Women's healing spaces: A case study of the female patients and their foreign doctor in the Canton Hospital, 1835–55

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2 Citations (Scopus)

Abstract

The relationship between China's first medical missionary Peter Parker and his female patients is best described as flexible and often negotiated curing boundaries that involved multiple agencies, which this paper refers to as healing spaces. These women actively left their private domain and stepped into a public sphere of healing constructed by an unknown foreign physician that was strange to most Chinese in the early nineteenth period – – hence establishing the healing spaces. This paper examines female patients' medical treatment in a foreign hospital from 1835 to 1855 by focusing on how these women approached Parker and initiated the treatment, as well as the different motives that drove them to do so. It also discusses the possible challenges that female patients encountered, including domestic, social and cultural aspects, in order to undergo treatment with Parker, and how their resolution motivated them to overcome these challenges. Finally, it looks into how female patients challenged Parker's perception of Chinese women with their views on the treatments, their networks of family and friends, and their contributions to the treatments. Copyright © 2012 City University of Hong Kong.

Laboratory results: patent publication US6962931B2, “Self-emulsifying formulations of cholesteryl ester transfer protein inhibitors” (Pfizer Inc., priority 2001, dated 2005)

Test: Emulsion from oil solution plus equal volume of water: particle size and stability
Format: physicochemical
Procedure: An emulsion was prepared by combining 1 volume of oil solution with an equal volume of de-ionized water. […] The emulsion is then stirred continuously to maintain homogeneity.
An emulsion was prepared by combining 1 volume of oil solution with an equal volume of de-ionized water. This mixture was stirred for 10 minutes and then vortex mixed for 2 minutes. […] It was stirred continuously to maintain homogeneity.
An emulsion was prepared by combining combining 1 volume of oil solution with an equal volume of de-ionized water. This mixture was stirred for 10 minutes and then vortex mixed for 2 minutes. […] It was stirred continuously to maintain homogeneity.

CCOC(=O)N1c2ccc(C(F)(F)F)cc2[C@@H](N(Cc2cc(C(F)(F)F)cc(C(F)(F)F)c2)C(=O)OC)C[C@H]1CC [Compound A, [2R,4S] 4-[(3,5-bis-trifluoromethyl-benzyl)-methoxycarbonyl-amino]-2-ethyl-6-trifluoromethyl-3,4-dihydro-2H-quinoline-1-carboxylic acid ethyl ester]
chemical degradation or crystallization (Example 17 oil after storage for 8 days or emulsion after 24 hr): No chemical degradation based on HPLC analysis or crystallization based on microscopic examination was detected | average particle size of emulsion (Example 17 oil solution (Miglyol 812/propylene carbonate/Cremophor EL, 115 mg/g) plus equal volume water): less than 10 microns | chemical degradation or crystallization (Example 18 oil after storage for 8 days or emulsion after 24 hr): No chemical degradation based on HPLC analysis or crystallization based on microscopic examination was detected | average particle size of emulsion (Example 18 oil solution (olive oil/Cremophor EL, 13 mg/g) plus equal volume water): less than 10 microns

Original languageEnglish
Pages (from-to)3-34
JournalJournal of Comparative Asian Development
Volume11
Issue number1
DOIs
Publication statusPublished - Jun 2012

Citation

Kang, D. J. (2012). Women's healing spaces: A case study of the female patients and their foreign doctor in the Canton Hospital, 1835–55. Journal of Comparative Asian Development, 11(1), 3-34. doi: 10.1080/15339114.2012.669293

Keywords

  • Medical mission in China
  • Women's health care in China
  • Western medicine in China
  • Healing space
  • Peter Parker
  • Canton Hospital
  • Women in China

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